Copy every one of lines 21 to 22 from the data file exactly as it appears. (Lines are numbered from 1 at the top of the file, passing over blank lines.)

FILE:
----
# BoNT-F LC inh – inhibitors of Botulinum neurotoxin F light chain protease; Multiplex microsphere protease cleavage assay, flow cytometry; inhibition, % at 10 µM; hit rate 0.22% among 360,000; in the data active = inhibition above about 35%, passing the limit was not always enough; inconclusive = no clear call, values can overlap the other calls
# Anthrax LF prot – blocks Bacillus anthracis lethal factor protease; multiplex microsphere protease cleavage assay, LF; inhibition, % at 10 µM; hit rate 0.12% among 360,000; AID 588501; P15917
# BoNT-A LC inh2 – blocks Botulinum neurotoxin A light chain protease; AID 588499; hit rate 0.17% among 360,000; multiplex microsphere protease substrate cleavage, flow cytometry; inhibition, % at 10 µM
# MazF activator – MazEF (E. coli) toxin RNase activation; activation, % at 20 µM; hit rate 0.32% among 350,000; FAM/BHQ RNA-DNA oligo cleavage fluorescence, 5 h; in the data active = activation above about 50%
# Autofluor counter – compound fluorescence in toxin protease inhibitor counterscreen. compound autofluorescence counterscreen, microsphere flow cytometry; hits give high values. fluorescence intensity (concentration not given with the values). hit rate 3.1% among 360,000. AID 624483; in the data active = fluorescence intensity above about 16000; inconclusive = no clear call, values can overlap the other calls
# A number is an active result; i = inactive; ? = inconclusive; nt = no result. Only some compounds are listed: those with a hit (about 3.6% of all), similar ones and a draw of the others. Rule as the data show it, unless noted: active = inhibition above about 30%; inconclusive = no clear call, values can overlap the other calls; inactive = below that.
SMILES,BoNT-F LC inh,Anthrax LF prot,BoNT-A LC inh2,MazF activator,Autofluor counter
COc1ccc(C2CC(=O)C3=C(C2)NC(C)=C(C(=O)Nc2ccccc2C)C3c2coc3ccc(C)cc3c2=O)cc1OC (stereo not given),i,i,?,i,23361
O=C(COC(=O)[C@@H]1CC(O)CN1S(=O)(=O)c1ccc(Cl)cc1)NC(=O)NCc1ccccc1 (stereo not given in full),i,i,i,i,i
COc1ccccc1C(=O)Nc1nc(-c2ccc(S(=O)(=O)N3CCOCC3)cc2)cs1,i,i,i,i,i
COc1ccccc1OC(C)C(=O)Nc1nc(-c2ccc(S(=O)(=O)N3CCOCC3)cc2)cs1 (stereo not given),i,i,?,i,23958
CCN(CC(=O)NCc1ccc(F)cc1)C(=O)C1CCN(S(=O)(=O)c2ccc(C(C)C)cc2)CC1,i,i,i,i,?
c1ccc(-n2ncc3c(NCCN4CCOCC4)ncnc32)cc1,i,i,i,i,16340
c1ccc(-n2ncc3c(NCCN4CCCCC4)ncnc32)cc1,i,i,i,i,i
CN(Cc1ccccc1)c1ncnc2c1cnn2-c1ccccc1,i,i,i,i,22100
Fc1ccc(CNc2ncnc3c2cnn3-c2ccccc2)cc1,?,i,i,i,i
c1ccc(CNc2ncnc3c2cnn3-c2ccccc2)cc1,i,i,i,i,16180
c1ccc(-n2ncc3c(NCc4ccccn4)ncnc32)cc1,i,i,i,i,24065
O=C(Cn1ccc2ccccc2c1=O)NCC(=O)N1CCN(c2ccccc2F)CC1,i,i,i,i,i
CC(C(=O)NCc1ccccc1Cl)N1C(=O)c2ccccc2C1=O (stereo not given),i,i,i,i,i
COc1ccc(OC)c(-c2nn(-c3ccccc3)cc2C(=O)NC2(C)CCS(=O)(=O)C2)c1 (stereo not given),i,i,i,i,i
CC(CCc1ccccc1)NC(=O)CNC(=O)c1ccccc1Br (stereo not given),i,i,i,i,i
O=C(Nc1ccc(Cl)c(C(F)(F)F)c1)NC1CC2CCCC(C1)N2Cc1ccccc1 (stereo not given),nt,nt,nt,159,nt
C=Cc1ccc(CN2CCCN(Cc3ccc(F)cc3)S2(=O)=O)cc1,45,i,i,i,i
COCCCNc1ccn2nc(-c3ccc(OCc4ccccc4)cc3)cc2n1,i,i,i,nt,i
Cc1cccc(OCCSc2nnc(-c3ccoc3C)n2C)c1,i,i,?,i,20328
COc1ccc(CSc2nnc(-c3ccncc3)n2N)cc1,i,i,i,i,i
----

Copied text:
COc1ccc(OC)c(-c2nn(-c3ccccc3)cc2C(=O)NC2(C)CCS(=O)(=O)C2)c1 (stereo not given),i,i,i,i,i
CC(CCc1ccccc1)NC(=O)CNC(=O)c1ccccc1Br (stereo not given),i,i,i,i,i